Masked email is a killer feature for Fastmail
I last sang the praises of Fastmail in 2018, writing about how it’s pretty easy to avoid Google now that Google’s products are relatively middling. I’ve been using Fastmail exclusively since then and have only good things to say about it. The user interface is rock-solid and fast, and there have been very few times that they’ve had a server outage. But it’s just been qualitatively better than Gmail, not differentiated by a feature.
That’s changed: I think that Fastmail’s “Masked Email” is a good reason for the Gmail-faithful to switch. It’s both a fantastic way to manage spam sources and a real win for privacy.
Masked email works best when you also use 1Password. You can then link your 1Password and Fastmail accounts, and whenever you see a signup form on the web, not only will 1Password offer to generate a password, it’ll also trigger Fastmail to generate a new, unique email address. That email address connects to your existing inbox, and also has a note for why it was generated – so you can easily identify senders that sold or leaked their email lists. Then, you can just block that email address.
I’ve been using the heck out of this feature: I have over 100 masked email addresses and use a masked email for basically every new service I try out or newsletter I subscribe to. It’s taken the concept of disposable email addresses that was floating around for years in the form of guerillamail and others and formalized it into a system in which it’s easy to default to using a disposable email address for everything.
This isn’t just good for dodging spam: when you sign up for services, they can use contact enrichment tools like Clearbit to connect your email to your identity elsewhere. A primary email address can be the key to cross-referencing all of your internet presences.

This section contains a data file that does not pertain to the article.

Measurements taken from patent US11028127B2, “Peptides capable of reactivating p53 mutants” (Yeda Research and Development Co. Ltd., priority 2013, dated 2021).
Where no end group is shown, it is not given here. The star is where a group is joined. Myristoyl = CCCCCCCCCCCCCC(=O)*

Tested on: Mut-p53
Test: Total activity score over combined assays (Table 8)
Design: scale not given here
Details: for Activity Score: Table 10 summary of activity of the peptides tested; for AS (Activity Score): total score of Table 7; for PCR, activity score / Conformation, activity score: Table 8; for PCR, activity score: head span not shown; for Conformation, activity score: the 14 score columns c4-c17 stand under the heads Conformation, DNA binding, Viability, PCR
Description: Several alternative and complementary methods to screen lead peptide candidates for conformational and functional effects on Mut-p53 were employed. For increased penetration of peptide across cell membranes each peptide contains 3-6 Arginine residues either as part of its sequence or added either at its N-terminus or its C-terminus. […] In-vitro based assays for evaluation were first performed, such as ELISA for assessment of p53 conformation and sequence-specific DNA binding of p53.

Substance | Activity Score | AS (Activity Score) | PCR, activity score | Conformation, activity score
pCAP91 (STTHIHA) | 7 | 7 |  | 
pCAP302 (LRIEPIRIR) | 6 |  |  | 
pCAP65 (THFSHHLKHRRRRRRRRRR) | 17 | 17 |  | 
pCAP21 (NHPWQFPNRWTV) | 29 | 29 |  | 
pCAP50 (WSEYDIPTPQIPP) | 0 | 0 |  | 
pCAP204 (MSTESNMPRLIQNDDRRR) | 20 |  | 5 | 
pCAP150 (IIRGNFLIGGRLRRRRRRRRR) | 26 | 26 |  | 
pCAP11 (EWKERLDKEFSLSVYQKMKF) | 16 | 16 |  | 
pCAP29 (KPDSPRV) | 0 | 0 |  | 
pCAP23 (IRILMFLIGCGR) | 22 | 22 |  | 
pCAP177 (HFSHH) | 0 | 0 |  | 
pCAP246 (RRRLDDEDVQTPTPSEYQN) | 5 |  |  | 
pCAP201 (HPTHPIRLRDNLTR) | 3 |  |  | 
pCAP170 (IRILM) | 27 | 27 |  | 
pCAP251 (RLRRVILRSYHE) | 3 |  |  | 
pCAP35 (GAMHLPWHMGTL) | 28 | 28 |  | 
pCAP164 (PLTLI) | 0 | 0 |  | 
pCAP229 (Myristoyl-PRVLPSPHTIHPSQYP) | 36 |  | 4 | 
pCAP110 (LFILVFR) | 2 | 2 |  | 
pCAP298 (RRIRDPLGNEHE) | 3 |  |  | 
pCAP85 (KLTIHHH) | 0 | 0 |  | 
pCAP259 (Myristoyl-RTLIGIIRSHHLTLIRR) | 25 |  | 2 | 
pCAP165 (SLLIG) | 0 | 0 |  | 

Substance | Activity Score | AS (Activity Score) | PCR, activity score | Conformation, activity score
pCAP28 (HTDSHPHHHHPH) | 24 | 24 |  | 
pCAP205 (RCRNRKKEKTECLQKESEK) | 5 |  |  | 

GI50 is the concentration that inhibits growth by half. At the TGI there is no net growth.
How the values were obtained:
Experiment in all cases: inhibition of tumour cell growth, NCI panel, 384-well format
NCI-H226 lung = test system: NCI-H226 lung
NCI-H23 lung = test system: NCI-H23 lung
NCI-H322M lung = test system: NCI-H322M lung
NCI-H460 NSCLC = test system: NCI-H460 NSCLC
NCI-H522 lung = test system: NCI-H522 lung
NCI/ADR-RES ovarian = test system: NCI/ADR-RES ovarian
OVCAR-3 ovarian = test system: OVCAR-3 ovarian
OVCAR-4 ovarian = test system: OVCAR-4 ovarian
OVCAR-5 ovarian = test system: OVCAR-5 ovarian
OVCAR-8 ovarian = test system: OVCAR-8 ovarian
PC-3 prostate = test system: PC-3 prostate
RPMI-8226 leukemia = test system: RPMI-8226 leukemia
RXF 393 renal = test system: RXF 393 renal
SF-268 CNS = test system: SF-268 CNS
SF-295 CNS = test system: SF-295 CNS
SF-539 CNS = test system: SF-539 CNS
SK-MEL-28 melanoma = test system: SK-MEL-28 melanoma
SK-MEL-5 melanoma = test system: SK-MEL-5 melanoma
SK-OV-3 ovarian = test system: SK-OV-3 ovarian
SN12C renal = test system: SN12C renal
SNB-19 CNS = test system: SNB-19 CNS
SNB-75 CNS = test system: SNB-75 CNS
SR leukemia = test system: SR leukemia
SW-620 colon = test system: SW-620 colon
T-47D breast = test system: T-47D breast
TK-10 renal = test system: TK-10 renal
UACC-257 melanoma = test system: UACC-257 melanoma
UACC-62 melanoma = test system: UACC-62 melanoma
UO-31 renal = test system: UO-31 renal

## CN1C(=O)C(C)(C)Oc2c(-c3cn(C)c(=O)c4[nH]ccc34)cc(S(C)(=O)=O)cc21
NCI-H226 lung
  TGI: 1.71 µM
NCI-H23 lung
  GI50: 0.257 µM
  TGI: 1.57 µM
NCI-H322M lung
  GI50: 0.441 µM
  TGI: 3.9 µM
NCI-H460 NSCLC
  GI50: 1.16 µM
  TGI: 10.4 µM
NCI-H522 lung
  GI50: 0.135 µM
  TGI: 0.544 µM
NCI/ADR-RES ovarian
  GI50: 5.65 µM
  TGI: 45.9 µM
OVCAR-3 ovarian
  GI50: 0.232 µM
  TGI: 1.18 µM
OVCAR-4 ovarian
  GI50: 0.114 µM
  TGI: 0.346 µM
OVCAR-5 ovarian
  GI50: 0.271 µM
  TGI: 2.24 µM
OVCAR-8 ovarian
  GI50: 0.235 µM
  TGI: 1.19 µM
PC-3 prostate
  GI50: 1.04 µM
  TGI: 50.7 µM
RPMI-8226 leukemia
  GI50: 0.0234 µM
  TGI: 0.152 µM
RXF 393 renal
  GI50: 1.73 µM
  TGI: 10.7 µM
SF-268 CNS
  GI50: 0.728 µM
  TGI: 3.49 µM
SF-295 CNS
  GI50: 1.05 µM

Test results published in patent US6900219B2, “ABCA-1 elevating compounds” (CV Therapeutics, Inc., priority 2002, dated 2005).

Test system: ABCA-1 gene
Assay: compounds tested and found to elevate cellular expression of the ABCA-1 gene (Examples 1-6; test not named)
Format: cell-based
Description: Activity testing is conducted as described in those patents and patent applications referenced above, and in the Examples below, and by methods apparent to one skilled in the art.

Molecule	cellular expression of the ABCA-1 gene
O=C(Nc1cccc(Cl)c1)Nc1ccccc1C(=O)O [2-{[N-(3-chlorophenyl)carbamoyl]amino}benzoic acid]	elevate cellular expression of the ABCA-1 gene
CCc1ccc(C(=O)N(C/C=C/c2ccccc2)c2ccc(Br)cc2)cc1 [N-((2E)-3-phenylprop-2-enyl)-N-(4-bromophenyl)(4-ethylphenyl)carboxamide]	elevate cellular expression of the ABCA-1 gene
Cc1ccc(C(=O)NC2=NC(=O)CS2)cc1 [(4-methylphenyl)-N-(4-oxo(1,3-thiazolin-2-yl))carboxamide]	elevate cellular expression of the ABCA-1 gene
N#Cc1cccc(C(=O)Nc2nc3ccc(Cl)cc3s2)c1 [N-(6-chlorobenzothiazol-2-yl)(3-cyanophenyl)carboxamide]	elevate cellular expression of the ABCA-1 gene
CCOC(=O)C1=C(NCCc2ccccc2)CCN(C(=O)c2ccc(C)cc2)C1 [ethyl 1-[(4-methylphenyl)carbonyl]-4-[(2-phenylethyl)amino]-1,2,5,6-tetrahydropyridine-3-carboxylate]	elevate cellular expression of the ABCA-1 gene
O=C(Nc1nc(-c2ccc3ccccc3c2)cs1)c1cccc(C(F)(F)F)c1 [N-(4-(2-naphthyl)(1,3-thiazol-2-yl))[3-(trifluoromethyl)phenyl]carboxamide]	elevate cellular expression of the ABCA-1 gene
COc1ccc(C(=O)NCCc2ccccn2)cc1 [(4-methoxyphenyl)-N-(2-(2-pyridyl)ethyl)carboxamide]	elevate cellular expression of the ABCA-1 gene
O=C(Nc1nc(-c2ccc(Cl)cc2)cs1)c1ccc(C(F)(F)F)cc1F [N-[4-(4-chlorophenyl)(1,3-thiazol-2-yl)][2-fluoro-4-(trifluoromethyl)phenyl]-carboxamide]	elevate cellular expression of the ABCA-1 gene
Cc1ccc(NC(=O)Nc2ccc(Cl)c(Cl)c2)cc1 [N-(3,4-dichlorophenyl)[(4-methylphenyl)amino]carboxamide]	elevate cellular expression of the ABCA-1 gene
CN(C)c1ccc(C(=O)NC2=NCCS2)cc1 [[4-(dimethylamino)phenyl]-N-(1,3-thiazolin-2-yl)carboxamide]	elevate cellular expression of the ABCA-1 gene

Plus, attacks like credential stuffing are based on the idea of shared email & password combinations. Even if you studiously avoid sharing passwords between websites, you can do even better by randomizing email addresses so that attackers don’t know either part of the email & password combination.
Hide my email
Apple has a similar service called Hide my Email, which I also use when I’m on a phone – that acts as a relay service between your generated email and your own. It works well, but the only way I’ve found to use it on the desktop is with a third-party Chrome Extension. If you use and like iCloud services and aren’t going to switch to Fastmail, that seems like a viable option.
One quirk of these generated email addresses - for Fastmail and iCloud both - is that they’re both generated with their email providers’ domains by default. Hide My Email addresses are under the
icloud.com domain and Fastmail’s are under
fastmail.com. This does change how easily you can migrate away from a provider. Migrating a single custom email address from one provider to another is simple, but if you have nearly one email address per account, it’s harder.
Thankfully, Fastmail lets you generate masked email addresses under a custom domain. I will probably do this in the future, so that if I ever have to switch away from them, I can just add a catchall email address at that domain to keep receiving the emails.
Addresses & phone numbers
It’d be nice to have these kinds of anonymized versions of the rest of our personal data.
I’d love to have a similar service for phone numbers: because I was an early employee at a few startups and foolishly used my own phone number when we signed up with some providers, I get calls from salespeople trying to reach my long-ago employers. I’m trying out Burner, which issues additional proxied phone numbers, so I don’t have to give my personal phone number for everything.